Folks in Warrenton, Georgia were understandably sad when Doctor David Bush passed away in 1826. Single and in his eighties at the time of his death, the old man was a local institution: in more than thirty years in town Bush had practiced medicine, been active in local politics and even set up an area school. Folks knew the local doctor was quiet, civic-minded and accomplished.
So his secret identity may have come as a bit of a surprise.
Have a drink with: New Haven Puritans
Judge swung his fist down, plunk plunk…
Ask them about: Anything but Quakers.
It’s election season, which means we are faced with ample opportunity to confront our worst tendencies and unresolved problems as a society, along with the inevitable call to harken back to a better, simpler, more moral time in American history.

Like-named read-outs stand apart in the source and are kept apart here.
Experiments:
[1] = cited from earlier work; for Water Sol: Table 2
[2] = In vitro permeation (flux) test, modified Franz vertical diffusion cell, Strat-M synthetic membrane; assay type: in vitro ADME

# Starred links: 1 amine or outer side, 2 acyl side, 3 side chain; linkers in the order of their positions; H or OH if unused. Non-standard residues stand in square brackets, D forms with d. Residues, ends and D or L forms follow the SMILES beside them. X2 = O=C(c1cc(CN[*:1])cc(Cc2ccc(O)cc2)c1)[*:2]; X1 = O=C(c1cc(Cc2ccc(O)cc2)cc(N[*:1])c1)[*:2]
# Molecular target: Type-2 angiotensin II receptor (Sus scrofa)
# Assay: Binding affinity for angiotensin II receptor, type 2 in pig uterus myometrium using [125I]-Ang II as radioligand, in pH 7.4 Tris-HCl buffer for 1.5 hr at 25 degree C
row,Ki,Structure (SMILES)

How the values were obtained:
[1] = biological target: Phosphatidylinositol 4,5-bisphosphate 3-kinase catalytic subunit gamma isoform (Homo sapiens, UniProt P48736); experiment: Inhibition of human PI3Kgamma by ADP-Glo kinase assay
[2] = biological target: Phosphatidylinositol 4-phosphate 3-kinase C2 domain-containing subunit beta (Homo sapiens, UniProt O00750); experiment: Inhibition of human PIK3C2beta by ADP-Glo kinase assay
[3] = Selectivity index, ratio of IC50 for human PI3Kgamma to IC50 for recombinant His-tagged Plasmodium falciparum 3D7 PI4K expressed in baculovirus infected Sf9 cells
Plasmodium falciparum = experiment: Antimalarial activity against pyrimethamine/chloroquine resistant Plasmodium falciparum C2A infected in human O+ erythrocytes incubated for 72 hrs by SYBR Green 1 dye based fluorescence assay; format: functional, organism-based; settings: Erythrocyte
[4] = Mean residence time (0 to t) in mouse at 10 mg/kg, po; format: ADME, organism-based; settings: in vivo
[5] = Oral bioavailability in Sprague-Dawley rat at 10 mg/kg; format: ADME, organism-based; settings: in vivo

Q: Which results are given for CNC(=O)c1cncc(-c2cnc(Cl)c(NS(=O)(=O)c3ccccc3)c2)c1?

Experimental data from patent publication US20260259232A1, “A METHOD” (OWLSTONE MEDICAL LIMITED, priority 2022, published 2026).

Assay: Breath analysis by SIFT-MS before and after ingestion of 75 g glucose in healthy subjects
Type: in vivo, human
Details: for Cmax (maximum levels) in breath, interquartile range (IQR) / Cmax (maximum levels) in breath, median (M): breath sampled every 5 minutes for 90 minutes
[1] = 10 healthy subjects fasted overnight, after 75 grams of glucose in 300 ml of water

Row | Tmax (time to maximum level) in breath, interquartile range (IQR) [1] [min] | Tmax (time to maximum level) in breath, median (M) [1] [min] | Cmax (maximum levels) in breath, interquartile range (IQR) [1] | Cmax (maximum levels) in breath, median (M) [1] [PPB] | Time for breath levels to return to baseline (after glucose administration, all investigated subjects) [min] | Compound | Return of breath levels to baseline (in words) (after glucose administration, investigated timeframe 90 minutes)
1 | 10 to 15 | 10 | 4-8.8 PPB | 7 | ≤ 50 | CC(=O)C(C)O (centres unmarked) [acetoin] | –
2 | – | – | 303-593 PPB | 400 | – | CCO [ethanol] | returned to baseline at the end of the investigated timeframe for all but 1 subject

Just so we’re clear, though, that time was not the 17th century.
Consider The Case of the Piglet’s Paternity, a fascinating collection of thirty-three cases heard before the Puritan courts of the 17th century New Haven Colony and superbly edited by Connecticut superior court judge Jon Blue. We can learn a few things from this book:
- Do not let a few instances of good justice wallpaper over a majority approach that marginalizes citizens and preserves a fear-based status quo.
- Don’t serve sailors booze by the quart.
Have a drink with: Fanny Hill
Grin grin, wink wink, say no more?
Ask her about: Sex and the (eighteenth-century) city
My friend Dan Klau, who writes a wonderful appellate law blog at Appealingly Brief, and who also just launched a government-accountability site at CT Good Governance – because transparency is very cool – recently posted this link about Ted Cruz’s advocacy as solicitor general in support of a Texas state law outlawing the sale or promotion of sex toys.
In 2007, Cruz and his team prepared a 76-page brief to the 5th Circuit, arguing to uphold the Texas statute and claiming in part that “‘any alleged right associated with obscene devices’ is not ‘deeply rooted in the Nation’s history and traditions.’”